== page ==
Tuesday, May 22, 2012

Princeton may convert rooms, hire more faculty to accommodate large Class of 2016

The University will increase the capacity of freshman rooms and repurpose residential college social spaces to house students from the larger-than-expected Class of 2016. Additionally, many University programs will also expand their operations to meet the greater demand from the freshman class, in particular by increasing the number of sections for large, popular introductory courses and increasing the number of Writing Seminar courses offered.
For example, the larger student body means the University may need to hire part-time non-tenure track faculty, Dean of the Faculty David Dobkin said. The University does not intend to ask current faculty to increase their teaching load, he added.
Last week, University officials confirmed that the University had overenrolled the Class of 2016 by between 50 and 65 students and would not admit any students off its admission wait list. Dean of Admission Janet Rapelye said in an email that the 66.7 percent yield “exceeded our expectations.”
This was the first year since 2006 that the University offered an early round of admission. Of the students who were admitted through the University’s single-choice early action program, 86 percent ultimately decided to attend Princeton.
In an interview, Rapelye said her office was unaware what the yield was for students admitted regular decision. Yet if 86 percent of the 726 students admitted early — or 624 total students — decided to matriculate to Princeton, then in order to achieve an overall yield of 66.7 percent, 773 of the remaining 1,369 students who were admitted regular decision decided on Princeton. This would mean that Princeton’s regular decision yield — roughly 56.5 percent — would be exactly the same as last year’s overall yield.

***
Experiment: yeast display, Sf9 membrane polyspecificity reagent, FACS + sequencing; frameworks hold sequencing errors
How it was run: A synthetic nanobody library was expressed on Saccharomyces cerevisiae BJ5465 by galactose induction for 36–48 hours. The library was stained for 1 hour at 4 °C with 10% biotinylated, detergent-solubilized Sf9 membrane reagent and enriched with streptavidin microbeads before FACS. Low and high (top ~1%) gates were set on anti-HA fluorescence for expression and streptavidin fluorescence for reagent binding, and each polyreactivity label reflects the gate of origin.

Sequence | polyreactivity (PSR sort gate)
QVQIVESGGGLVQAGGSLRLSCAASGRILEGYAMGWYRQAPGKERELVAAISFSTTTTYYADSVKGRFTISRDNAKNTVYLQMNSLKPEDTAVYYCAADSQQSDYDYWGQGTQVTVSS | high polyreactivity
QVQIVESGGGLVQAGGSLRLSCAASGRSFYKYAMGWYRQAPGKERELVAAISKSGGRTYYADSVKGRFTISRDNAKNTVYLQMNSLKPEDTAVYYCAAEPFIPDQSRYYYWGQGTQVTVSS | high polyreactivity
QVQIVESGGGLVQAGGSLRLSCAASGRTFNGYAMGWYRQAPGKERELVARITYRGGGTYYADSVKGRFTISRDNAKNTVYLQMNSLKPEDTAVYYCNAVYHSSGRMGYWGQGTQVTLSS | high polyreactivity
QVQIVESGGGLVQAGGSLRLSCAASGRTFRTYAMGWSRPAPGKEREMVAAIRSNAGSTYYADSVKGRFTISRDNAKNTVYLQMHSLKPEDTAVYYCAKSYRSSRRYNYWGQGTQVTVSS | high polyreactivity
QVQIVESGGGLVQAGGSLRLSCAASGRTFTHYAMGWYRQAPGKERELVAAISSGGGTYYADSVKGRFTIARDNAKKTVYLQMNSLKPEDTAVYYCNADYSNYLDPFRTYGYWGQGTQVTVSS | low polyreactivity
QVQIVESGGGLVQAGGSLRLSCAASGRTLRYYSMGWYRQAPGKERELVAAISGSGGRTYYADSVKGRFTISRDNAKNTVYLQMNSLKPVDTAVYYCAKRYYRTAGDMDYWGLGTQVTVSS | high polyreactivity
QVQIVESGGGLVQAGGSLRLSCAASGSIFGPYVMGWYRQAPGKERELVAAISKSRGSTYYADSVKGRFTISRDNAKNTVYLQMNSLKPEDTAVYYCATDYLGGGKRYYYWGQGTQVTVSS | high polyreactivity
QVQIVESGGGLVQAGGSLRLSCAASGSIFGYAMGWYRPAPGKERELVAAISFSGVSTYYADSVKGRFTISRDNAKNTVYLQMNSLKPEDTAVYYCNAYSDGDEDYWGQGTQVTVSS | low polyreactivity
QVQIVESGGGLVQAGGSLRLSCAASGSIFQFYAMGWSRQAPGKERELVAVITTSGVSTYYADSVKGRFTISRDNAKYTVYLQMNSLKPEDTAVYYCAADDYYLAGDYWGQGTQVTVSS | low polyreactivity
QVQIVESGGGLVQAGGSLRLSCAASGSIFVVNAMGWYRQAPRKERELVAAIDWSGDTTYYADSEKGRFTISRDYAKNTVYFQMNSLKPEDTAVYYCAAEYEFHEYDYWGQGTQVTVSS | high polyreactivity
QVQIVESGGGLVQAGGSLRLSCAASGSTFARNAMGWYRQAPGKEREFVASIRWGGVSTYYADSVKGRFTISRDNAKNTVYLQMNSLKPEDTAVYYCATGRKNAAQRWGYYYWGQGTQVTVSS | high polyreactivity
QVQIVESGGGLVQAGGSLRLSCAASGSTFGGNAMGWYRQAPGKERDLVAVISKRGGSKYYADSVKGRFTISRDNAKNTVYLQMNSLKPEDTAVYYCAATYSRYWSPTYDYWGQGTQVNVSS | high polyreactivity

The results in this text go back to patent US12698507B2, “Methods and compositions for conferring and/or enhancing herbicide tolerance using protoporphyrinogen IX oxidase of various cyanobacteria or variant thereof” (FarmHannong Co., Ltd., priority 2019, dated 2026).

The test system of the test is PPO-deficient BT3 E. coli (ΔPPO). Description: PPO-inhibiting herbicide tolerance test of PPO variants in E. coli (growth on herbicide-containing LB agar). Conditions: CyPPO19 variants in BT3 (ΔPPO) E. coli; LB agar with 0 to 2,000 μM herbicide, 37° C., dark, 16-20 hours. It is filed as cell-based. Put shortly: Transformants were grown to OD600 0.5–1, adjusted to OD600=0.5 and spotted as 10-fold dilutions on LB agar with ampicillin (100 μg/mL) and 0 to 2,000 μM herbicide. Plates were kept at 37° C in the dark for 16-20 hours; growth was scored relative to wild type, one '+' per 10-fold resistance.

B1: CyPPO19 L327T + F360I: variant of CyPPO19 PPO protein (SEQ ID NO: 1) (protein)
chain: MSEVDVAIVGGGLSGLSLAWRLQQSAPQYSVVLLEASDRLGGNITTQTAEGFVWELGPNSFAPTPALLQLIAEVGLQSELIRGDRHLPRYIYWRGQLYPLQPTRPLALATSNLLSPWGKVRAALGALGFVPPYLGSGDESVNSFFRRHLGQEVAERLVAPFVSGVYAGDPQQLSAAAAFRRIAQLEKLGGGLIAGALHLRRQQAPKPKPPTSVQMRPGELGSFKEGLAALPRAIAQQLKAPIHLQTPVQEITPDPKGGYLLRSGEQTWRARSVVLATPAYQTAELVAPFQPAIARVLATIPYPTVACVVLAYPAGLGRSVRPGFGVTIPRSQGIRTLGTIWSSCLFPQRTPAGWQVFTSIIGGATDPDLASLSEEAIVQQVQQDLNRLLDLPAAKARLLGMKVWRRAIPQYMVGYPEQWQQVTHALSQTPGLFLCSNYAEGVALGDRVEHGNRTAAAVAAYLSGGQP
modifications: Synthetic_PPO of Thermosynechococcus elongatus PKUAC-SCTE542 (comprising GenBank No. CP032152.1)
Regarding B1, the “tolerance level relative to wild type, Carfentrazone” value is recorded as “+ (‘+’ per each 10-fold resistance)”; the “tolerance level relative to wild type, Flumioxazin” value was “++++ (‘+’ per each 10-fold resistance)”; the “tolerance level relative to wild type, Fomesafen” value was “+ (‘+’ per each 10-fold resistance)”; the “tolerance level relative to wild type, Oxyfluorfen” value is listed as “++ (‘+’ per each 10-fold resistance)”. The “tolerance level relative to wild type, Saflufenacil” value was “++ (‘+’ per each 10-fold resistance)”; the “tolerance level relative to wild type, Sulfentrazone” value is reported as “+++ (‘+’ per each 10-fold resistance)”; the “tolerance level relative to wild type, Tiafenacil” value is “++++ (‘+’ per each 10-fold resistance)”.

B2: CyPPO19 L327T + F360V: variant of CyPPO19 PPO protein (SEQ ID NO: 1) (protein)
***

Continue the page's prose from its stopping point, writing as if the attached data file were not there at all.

The University aims to fill a class of 1,308 students, yet this year 1,397 students — or 66.7 percent of the 2,095 total students offered admission — accepted. Some of these will defer their admission or withdraw from Princeton for a number of reasons in what is called the “summer melt,” Rapelye explained. The final class size will end up being between 50 and 65 students over the target, she predicted.
Rapelye explained that Princeton’s adoption of early action, which coincided with Harvard’s decision to renew an early program in February 2011, made it very difficult for her office to predict the yield. This changing admission landscape in the Ivy League led to the over-enrollment.
“We simply didn’t have a benchmark for this year. The last time Princeton had early action was long enough ago that it didn’t apply,” Rapelye explained.
This year’s yield will serve as a benchmark for future years, Rapelye explained. She noted that the University has not yet decided whether it will admit a smaller-than-average Class of 2017 in order to accommodate the large Class of 2016.
“We will certainly be taking into consideration housing on this campus for the next few years, but we haven’t made that decision yet, and I don’t think we’ll make it for a bit,” she said.
Rapelye said the University is working with Housing and Real Estate Services, the Writing Program, the Freshman Seminar Program and other offices to adapt to the over-enrollment.
In an interview in March after announcing the University’s admission numbers, Rapelye said the University offered “ a very conservative number” of admissions because the University had limited bed space.
“We have bed space for 1,300 students, and we can’t go over. So we’re looking to hopefully come in just under 1,300 and would like to go into the wait list in May and June,” she said at the time.
But on Monday, Undergraduate Housing Manager Angela Hodgeman said in an email that the University should be able to house the additional students. Hodgeman explained that Housing and Real Estate Services is planning to increase the capacity of certain freshman rooms that in recent years had been housing fewer students than they could potentially accommodate.